References

Ordnance Survey, Large Scale Town Plan, (1849-53); J Gifford, C McWilliam, D M Walker, The Buildings of Scotland: Edinburgh (1988) p. 381; Youngson, The Making of Classical Edinburgh, (1988) p. 215.

© Crown copyright, Historic Scotland. All rights reserved. Mapping information derived from Ordnance Survey digital mapping products under Licence No. 100017509 2012 . Data extracted from Scottish Ministers' Statutory List on . Listing applies equally to the whole building or structure at the address set out in bold at the top of the list entry. This includes both the exterior and the interior, whether or not they are mentioned in the 'Information Supplementary to the Statutory List'. Listed building consent is required for all internal and external works affecting the character of the building. The local planning authority is responsible for determining where listed building consent will be required and can also advise on issues of extent or "curtilage" of the listing, which may cover items remote from the main subject of the listing such as boundary walls, gates, gatepiers, ancillary buildings etc. or interior fixtures. All category C(S) listings were revised to category C on 3rd September 2012. This was a non-statutory change. All enquiries relating to proposed works to a listed building or its setting should be addressed to the local planning authority in the first instance. All other enquiries should be addressed to: Listing & Designed Landscapes Team, Historic Scotland, Room G.51, Longmore House, Salisbury Place, EDINBURGH, EH9 1SH. Tel: +44 (0)131 668 8701 / 8705. Fax: +44 (0)131 668 8765. e-mail: hs.listing@scotland.gsi.gov.uk. Web: http://www.historic-scotland.gov.uk/historicandlistedbuildings.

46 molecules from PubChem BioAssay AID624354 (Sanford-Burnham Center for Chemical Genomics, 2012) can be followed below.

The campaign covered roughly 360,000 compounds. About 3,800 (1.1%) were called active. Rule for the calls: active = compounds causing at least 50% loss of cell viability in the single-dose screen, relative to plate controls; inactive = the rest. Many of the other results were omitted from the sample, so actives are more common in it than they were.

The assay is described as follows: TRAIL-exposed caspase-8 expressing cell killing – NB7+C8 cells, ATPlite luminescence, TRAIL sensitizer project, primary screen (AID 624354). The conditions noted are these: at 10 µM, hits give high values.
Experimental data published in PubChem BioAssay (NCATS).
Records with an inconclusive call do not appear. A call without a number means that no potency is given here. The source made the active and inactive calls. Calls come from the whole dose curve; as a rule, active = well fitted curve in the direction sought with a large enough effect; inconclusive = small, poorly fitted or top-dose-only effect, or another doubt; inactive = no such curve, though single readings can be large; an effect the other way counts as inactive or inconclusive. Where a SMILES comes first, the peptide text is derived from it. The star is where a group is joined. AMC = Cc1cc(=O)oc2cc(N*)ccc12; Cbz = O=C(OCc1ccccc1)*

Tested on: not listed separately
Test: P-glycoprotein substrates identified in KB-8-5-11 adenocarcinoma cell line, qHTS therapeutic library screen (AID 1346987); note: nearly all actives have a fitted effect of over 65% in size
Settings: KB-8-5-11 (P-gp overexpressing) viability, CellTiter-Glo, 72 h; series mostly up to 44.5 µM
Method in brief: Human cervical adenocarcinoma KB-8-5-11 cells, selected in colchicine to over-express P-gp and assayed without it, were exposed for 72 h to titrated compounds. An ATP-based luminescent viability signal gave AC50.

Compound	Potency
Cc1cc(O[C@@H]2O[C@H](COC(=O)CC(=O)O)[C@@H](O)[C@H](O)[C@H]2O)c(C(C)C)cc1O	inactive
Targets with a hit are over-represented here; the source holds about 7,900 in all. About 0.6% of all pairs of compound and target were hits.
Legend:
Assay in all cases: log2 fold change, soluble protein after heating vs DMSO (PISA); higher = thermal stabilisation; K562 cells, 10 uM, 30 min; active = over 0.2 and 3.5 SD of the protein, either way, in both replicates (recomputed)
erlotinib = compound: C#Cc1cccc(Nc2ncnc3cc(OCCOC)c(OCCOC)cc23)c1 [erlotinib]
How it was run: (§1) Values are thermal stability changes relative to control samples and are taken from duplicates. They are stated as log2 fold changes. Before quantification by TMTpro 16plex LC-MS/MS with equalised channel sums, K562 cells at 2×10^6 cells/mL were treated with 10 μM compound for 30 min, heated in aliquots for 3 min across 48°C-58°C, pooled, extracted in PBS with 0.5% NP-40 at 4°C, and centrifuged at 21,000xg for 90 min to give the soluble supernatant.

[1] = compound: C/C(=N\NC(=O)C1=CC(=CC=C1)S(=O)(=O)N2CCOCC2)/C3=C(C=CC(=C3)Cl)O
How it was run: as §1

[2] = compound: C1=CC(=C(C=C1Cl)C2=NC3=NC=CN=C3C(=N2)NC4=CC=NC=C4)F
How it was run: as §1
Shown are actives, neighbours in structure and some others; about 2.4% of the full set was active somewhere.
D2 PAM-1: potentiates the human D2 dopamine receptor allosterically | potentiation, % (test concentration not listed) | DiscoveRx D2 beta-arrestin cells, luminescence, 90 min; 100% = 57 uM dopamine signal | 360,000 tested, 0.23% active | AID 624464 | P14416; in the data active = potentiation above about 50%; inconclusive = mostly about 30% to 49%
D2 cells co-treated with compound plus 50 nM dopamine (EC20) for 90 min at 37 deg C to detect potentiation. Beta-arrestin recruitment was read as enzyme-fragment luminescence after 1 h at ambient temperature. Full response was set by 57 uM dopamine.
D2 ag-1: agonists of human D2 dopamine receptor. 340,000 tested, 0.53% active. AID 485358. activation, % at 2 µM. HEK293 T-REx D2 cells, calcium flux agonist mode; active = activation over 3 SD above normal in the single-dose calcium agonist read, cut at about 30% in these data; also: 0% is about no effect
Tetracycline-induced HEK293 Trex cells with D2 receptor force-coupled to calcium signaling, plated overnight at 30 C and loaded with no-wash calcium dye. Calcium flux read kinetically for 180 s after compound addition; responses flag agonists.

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Buildings are assigned to one of three categories according to their relative importance. All listed buildings receive equal legal protection, and protection applies equally to the interior and exterior of all listed buildings regardless of category.

ACategory A

Buildings of national or international importance, either architectural or historic, or fine little-altered examples of some particular period, style or building type. (Approximately 8% of the total).

BCategory B

Buildings of regional or more than local importance, or major examples of some particular period, style or building type which may have been altered. (Approximately 51% of the total).

C(S)Category C(S)

Buildings of local importance, lesser examples of any period, style, or building type, as originally constructed or moderately altered; and simple traditional buildings which group well with others in categories A and B. (Approximately 41% of the total).